RR:

Check out some of the greatest NYC dancers that Ranya was able to study with: Dalia Carella Aszmara Elena Lentini Serena 

Ranya discusses learning Arabic and how it affected her dancing.

  [youtube https://www.youtube.com/watch?v=HnxWfOm4WmM] Simon Shaheen

I love the look of body chains under a costume. Especially if they’re very delicate. It can be a really cool touch. I found these images on pinterest (follow me!) and thought you guys could take some inspiration from them! Three of the images are the work of jewelry designer Bliss Lau who I’ve been a fan of for years. Definitely check out her site. Get inspired and let me know what you think!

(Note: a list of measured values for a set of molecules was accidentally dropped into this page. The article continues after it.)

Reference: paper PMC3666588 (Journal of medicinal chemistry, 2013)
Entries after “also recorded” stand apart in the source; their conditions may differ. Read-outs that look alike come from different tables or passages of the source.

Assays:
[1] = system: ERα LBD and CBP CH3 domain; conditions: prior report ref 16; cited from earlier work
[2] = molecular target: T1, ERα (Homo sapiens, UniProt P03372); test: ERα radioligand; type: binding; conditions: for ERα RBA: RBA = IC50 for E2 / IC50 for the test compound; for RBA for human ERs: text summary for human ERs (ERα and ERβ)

xoxo

TBB

I don’t know much about Ensemble Huseyin Turkmenler except I like their music, and since Aszmara mentioned them in her interview, I thought they would be perfect for this weeks Belly Beats playlist 🙂

Enjoy + Have a great weekend!!!

xo

TBB

“Nadia Gamal is the greatest cabaret oriental dancer in the Middle East…she expresses pure spirituality with her arm movements but then those hips begin to move and she pulls you right into the earth!” ~Ibrahim Farrah

This weeks #TBT post is inspired by my interview with Aszmara! When I asked Aszmara ” if you could meet any dancer from the past, who would it be and why?” Her answer was, Nadia Gamal, although she actually had met her before- lucky duck!

I know it’s super late, but I had to really go into detective mode to get some info on our girl Nadia. I even searched for old Arabesque articles on EBay and I found one! Hehehe….ANYWAY… here’s the deal with Nadia: